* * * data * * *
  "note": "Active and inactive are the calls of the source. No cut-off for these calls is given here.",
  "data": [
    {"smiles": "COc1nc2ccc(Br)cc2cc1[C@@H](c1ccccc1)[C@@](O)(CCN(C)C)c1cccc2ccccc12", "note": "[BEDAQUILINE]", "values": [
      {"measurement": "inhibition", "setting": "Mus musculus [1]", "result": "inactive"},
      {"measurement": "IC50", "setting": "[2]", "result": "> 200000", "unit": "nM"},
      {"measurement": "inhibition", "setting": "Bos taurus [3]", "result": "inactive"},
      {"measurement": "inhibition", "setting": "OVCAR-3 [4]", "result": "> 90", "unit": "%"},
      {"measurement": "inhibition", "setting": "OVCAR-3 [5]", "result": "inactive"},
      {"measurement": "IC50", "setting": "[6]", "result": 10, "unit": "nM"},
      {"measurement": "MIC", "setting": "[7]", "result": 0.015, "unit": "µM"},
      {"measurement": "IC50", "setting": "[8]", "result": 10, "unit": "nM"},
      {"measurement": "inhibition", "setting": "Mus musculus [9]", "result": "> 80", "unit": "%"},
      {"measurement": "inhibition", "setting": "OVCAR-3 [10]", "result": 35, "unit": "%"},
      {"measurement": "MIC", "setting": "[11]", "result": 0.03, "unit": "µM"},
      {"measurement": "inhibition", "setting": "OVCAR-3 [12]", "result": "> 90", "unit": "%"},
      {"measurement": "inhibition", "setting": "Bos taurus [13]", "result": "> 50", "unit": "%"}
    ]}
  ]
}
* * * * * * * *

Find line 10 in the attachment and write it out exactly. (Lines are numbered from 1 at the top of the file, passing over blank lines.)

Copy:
      {"measurement": "MIC", "setting": "[7]", "result": 0.015, "unit": "µM"},